James Cridland’s International Radio Trends: Giraffes, lockdown, and Times Radio

James Cridland, radio futurologist, is a conference speaker, writer and consultant. He runs the media information website media.info and helps organise the yearly Next Radio conference. He also publishes podnews.net, a daily briefing on podcasting and on-demand, and writes a weekly international radio trends newsletter, at james.crid.land.

Greetings from Australia, where we’re slowly beginning to come out of “lockdown”. Very slowly. I hope things have settled down to more of a sense of normality for you, too.

  • Above: an ad I saw on the side of a bus today. It’s a giraffe, looking into a mirror. It turns out this is from a TV ad which has apparently been running for two months. The TV ad features a giraffe singing a Whitesnake song, with a logo saying “Sounds like TripleM” at the end of it. I’m in TripleM’s target audience (I’m male and under 54), but this is the first I’ve seen of this: as a reminder of the TV ad, it didn’t work, since I’d not seen the TV ad (and I’m surprised this is still a strategy). Either seen alone, or with the TV ad, I’d also question whether this communicates clearly that TripleM is a radio station that plays rock’s greatest hits. Or, even, that this communicates that TripleM is a radio station, though perhaps it’s hoping I already know that. Still, it isn’t as bad as this one, but it’s a close-run thing! John Myers used to say “I can never understand the fascination with animals and radio station adverts”. I wish I could have shown him this latest one.
  • Here is how the BBC is making radio shows during the coronavirus. Brilliantly, it involves more red tape! (<– joke for anyone who’s had to deal with their accounting system)
  • And here’s how PRX’s teams are working; and a WBUR podcast producer who is reduced to driving to park outside a ski centre and get their free wifi. Yikes! I hope you’ve done better.
  • Matt Deegan writes about Times Radio, the new project from News Corp in the UK. It’s a good long read, and I’d recommend it. Personally, I see Times Radio as being quite like Beats 1, Apple’s radio station: it has the appearance of something driven entirely by management whim. Perhaps, at maybe £5m/year to run, it’s good value as marketing and it doesn’t need to have any audience or revenue. (Radio 4, its closest apparent competitor, is £100m a year for programming alone, though).
  • I just went to check on how Beats 1 is doing. I used to judge these things by the number of Twitter followers: Beats 1 has 602,000; the UK station BBC Radio 1 has over 3m – though both these figures haven’t really changed since 2017, when I last looked, so probably not a good judge any more. The Google Trends chart for the last five years probably tells a story.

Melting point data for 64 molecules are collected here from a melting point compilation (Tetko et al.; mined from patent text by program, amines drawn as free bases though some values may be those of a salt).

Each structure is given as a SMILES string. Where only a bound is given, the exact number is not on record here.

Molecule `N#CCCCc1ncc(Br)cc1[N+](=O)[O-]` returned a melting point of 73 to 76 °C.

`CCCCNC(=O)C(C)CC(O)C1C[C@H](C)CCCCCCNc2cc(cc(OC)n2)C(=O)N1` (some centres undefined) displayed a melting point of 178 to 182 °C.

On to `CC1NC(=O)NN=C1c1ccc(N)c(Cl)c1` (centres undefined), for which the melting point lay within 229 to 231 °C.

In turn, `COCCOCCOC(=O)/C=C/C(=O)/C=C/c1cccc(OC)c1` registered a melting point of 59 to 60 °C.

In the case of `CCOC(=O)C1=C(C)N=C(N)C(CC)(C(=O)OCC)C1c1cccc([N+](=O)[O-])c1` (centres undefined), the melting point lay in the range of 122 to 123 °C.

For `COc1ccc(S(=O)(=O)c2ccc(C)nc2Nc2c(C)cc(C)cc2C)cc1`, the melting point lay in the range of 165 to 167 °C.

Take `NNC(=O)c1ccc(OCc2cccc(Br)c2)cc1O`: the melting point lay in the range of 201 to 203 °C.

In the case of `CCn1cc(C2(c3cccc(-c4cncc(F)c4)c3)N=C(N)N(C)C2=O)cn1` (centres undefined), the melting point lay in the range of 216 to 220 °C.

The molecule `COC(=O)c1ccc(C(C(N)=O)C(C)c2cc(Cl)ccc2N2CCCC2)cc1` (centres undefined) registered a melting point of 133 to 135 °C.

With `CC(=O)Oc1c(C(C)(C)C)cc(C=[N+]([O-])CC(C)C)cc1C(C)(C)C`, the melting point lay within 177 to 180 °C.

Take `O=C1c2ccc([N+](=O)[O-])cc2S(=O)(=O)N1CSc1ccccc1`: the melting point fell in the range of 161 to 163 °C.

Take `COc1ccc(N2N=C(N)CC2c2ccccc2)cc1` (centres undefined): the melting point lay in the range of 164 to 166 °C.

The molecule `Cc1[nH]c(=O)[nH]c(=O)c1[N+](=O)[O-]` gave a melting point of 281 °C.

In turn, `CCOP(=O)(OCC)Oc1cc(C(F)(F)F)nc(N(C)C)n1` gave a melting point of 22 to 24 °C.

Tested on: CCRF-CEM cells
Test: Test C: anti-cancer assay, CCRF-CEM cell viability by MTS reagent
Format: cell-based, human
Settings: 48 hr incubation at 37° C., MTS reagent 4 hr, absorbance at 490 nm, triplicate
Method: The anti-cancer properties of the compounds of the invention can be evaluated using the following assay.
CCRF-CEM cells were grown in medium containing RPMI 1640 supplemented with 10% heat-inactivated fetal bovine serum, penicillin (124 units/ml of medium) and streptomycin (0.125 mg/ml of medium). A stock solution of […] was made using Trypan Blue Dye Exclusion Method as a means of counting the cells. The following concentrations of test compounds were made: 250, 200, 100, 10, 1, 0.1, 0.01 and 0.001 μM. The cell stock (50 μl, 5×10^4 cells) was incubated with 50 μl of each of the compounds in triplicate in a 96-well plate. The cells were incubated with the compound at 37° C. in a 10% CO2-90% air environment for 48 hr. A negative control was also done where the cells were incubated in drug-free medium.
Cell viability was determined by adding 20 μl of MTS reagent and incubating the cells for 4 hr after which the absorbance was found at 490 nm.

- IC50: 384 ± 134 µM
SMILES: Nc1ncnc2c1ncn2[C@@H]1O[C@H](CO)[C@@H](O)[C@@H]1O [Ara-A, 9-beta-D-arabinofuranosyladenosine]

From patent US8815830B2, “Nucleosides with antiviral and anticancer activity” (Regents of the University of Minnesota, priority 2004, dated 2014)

• If you were listening to the radio industry, the virus had no effect on radio listening, or people were listening even more than they used to. Radiocentre posted that “38% of commercial radio listeners are tuning in for an extra hour and 45 minutes each day since lockdown”, as one example of the statistical gymnastics required to achieve a positive press release. Anyway, the good news is that even though listening didn’t go down, listening is now rebounding in the US. Total time spent listening was down 33% we now learn; it’s now only down 18%. In the UK, RAJAR’s figures come out on Wednesday for the quarter ending 29 March. Most of the data will be from before the effects of the pandemic.
  • This was a brilliant idea, and apparently sounded excellent. A pop-up station appearing on Absolute Radio’s AM service last week to commemorate VE Day, the end of the second world war. I gather it sounded excellent. Good for them!
  • iHeartMedia’s earnings call transcript. The only numbers that matter: they mentioned radio 49 times; and podcasts 57 times.
  • I had a chat with a ‘podcast promoter’ – one of the pieces of writing that I enjoyed most over the last year or so.
  • Australian radio urges action “over tech titans’ control of data”. This is the country that’s currently trying to charge Google and Facebook to link to news articles, so perhaps it’s playing to the crowd in Canberra.
  • The Guardian carries 10 of the best music radio stations around the world – the focus is on stations that don’t play the same-old same-old.
  • David Lloyd tunes around the AM dial in the UK: “a barren twilight world”.
  • Fascinating article about branding, and the disaster of the Tropicana rebrand.
  • One of the cleverest things from BBC Archive: Zoom backgrounds from your favourite TV shows. Great stuff, and clever use of archive material.

Thank you to Rupert Brun, Barrie Stephenson, Cleanfeed and Richard Hilton for your continued support.

Brad Hill